Ghavri: Understanding Islam
The recent death sentence for Chechen Boston Marathon bomber Dzhokhar Tsarnaev has rekindled debate over whether Islam is compatible with the West. Tsarnaev and his now-deceased brother, Tamerlan, exploded pressure-cooker bombs at the finish line of the 2013 Boston Marathon, killing three people and injuring 264. According to the Anti-Defamation League, they were inspired in part by Al Qaeda leader Anwar al-Awlaki after watching his sermons online.
As a disclaimer, I am not Muslim. I grew up in a multi-religion home, and I have family of many faiths around the world. I am a fervent advocate of religious understanding. Most Muslims are simply devout people who go about their day-to-day lives without a single radical thought. While there is an extreme minority that act on radical beliefs, they are not representative of the beautiful and diverse global community of Muslims. To reform the religion and live peacefully with Muslims, the West must understand Islam as a religion and respect the spiritual value many of its followers acquire from their beliefs.
On April 10, Washington Post columnist and CNN host Fareed Zakaria was a guest on HBO’s, “Real Time with Bill Maher,” the eponymous host of which is known for his often controversial statements on everything from American military intervention to birth control. Maher, an outspoken critic of religion in general, has recently developed a very aggressive anti-Islam stance in light of the emergence of the Islamic State — also known as ISIS or ISIL — on the global stage. Maher believes Islam is an intolerant religion and has a history of making anti-Islamic comments. During a debate on his show last year, Maher expressed agreement with a participant who said that Islam is the “mother lode of bad ideas,” and Maher reiterated that comment in his recent conversation with Zakaria. Maher also cited a 2013 Pew survey that claims, among other things, that 86 percent of Egyptian Muslims support a death penalty as punishment for leaving Islam. There were serious problems with how that survey was conducted, including the fact that respondents could not answer freely — in countries where Islam is a state religion and speaking out against it is punishable, people are not necessarily inclined to speak their mind to surveying pollsters. If a great majority of Muslims did have radical beliefs, there would likely be many more attempted and successful terror attacks than we see now.
Maher is not the only one who holds these beliefs. Particularly since the attacks on September 11, 2001 — and reinvigorated with the constant media coverage of the Islamic State and their murderous rampage across the Middle East — many pundits have developed a paradigm of “Islam versus the West,” placing blame for this binary on “radical Islam.” It is true that the leaders of the Islamic State justify many of their barbaric actions as Islamic, but attacking Muslims in the West because of the actions of a fringe terror group is unjustified.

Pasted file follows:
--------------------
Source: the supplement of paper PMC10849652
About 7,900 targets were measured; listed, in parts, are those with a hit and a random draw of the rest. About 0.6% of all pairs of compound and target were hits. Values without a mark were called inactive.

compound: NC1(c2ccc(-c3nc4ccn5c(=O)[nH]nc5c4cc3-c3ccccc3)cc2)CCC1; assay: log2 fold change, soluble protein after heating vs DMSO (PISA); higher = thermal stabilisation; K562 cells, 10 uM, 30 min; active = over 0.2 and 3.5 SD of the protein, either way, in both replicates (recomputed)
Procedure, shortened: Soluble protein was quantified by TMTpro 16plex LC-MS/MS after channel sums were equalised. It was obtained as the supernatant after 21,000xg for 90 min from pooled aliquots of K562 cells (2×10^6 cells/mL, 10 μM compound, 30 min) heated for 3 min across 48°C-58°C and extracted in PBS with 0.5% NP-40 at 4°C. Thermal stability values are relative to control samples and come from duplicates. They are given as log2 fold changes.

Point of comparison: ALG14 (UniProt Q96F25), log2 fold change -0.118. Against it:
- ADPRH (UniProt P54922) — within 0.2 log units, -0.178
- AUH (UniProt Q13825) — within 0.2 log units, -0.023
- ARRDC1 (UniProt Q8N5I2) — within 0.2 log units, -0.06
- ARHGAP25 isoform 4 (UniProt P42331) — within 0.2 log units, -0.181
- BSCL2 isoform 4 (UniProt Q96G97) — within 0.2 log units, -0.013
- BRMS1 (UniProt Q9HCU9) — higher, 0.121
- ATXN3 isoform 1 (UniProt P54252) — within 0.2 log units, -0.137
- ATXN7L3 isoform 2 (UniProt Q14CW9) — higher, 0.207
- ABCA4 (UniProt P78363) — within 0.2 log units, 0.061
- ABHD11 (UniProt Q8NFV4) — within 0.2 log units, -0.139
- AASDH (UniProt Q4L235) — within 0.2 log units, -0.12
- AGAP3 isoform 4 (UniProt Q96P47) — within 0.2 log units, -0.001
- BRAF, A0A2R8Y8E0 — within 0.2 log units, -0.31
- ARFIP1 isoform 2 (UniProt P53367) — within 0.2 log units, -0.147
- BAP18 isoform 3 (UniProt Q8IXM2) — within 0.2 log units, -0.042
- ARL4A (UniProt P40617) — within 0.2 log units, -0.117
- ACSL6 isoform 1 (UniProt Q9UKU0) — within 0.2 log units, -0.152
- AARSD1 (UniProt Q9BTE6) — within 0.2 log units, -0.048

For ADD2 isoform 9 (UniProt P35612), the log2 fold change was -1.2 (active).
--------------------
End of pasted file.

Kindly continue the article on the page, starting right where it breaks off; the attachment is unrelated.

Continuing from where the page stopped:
I agree with Zakaria, who told Maher that while there is “a cancer” in Islam, the West will not reform a religion by telling almost 1.6 billion devout people — most of whom peacefully go about their daily lives — that their religion is filled with bad ideas and requires fixing. Statements like these make for great news headlines on Fox News, but do little else. To change the religion, the West needs to push for its reform, respect the spiritual value it gives it followers and work to understand the history of Islam. There is nothing inherently wrong with Islam, as a whole.
Many high schools throughout the United States teach about Islam in world history classes, along with other religions and cultures. Some parents, including recent examples from Massachusetts and Florida, have expressed anger because their children are learning about the pillars of Islam in a state-mandated curriculum. Without developing an understanding for the workings of Islam, parents run the risk of raising their children with a narrow-minded worldview, and this lack of understanding can help to allow the cycle of violence between the West and Islam to continue. An adequate education is key to preventing conflict.
Denying Islam’s significance and dismissing it as “the mother lode of bad ideas” is unscholarly, Islamophobic and will only hurt the West in the long run. Moving forward, globally-minded citizens in the West must become more open to learning about Islam — along with other faiths and cultures — if future events like the Boston Marathon bombing are to be prevented. The religion must be understood by the next generation of leaders, as the world’s almost 1.6 billion Muslims will play a major role in shaping the future for us all.